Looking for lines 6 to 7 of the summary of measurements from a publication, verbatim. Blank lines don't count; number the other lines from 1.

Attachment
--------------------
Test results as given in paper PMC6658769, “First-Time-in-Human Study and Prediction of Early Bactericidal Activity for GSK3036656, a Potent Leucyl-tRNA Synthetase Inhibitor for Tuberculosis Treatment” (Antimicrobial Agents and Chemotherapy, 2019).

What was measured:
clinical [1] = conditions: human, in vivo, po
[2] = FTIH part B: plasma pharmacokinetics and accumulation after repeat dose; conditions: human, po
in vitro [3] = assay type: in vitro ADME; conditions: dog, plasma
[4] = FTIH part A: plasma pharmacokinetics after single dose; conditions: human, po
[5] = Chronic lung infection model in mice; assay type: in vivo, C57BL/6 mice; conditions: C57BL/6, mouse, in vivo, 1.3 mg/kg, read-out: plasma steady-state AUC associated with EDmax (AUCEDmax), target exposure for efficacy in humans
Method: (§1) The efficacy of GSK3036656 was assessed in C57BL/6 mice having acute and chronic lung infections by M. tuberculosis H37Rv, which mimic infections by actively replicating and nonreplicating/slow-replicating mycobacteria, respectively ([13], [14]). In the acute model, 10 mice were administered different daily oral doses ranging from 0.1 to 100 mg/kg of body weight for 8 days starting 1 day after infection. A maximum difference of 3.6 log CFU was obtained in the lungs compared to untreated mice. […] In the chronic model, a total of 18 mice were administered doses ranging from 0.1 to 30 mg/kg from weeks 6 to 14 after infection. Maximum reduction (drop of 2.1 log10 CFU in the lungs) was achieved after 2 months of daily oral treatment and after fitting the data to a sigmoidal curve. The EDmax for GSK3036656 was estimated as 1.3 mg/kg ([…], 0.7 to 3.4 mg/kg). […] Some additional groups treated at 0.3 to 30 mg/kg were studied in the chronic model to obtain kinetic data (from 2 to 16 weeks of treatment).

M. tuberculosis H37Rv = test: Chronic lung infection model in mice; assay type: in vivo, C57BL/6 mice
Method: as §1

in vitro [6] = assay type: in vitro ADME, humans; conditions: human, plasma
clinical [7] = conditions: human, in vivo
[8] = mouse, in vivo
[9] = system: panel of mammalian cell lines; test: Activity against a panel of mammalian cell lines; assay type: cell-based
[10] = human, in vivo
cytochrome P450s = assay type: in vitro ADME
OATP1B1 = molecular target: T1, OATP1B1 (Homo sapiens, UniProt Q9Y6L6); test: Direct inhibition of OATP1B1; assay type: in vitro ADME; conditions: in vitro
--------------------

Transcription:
[4] = FTIH part A: plasma pharmacokinetics after single dose; conditions: human, po
[5] = Chronic lung infection model in mice; assay type: in vivo, C57BL/6 mice; conditions: C57BL/6, mouse, in vivo, 1.3 mg/kg, read-out: plasma steady-state AUC associated with EDmax (AUCEDmax), target exposure for efficacy in humans